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Others can successfully create a vision early on inthe process and continue from there. Where it is created in the process should not really matter nor affect the organization as long as important issues are addressed when they arise and are dealt with in order to move on. Developing an Effective Implementation ProcessAn organization must think strategically about implementation and developing an effective implementation plan in order to be successful. Implementation plans should be made
up of building capacity for continued implementation, goal attainment, and successful learning and correction based on said learning (Bryson, pp. 64). There are certain action plans that are imperative for successful implementation. Bryson details these plans as follows:• Implementation roles and responsibilities of oversight bodies,organizational teams or task forces, and individuals• Expected results and specific objectives, requirements, andmilestones• Specific action steps and relevant details• Schedules• Resource requirements and sources• A communication process• Review, monitoring, and mid - course correction procedures to buildin capacity for ongoing learning• Accountability procedures (Bryson, pp. 65).Reassessing Strategies and the Strategic Planning ProcessEven though strategies have been in place for some time at this point, it is always important to review the strategies. The strategic process is an ongoing process, sort of like the circle of life. Once one process has been developed, issues worked through, and implemented, it rolls right into another process that was sparked by the previous one and it starts all over again. It is very important at this step for the organization to look back on lessons learned and focus attention on the strategies that were successful and determine if they should be maintained,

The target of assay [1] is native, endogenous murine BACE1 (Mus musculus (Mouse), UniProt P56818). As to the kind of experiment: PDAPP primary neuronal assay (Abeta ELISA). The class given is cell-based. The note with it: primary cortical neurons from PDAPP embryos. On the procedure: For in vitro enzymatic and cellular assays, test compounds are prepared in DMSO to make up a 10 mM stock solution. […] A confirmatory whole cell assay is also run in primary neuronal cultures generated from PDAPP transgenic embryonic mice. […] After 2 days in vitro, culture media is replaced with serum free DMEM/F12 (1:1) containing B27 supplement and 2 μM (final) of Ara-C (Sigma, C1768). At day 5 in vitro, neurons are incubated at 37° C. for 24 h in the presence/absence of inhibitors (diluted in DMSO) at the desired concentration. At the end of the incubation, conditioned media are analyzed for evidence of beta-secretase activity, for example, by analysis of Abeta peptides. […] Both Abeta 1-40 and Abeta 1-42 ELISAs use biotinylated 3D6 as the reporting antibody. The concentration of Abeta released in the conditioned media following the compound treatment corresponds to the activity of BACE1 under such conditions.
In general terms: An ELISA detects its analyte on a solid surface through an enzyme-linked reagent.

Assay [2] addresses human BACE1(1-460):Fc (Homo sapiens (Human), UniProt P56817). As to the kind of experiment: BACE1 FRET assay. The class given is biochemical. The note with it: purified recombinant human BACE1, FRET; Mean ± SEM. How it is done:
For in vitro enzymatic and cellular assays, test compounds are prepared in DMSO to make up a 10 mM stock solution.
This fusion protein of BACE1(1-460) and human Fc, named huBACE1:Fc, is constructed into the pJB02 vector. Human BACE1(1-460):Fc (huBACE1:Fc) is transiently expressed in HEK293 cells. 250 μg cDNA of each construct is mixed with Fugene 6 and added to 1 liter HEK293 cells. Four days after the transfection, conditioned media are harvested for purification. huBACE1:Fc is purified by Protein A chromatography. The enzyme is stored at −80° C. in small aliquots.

replaced, or terminated. ConclusionThe strategic change cycle is a generic outline that any organization can use to tailor to itsspecific needs. Bryson states, “The most important thing about the SCC is that it sets up a way of thinking about the logic and requirements of a successful strategy change process. In general, the requirements typically flow from the end of the process toward the beginning and especially the initial agreement — meaning that what is required at the end should affect what you do at thebeginning (Bryson, pp. 67).
References:Bryson, J. M. (2011). Strategic planning for public and nonprofit organizations : A guide to strengthening and sustaining organizational achievement. Retrieved from pp. 41-66.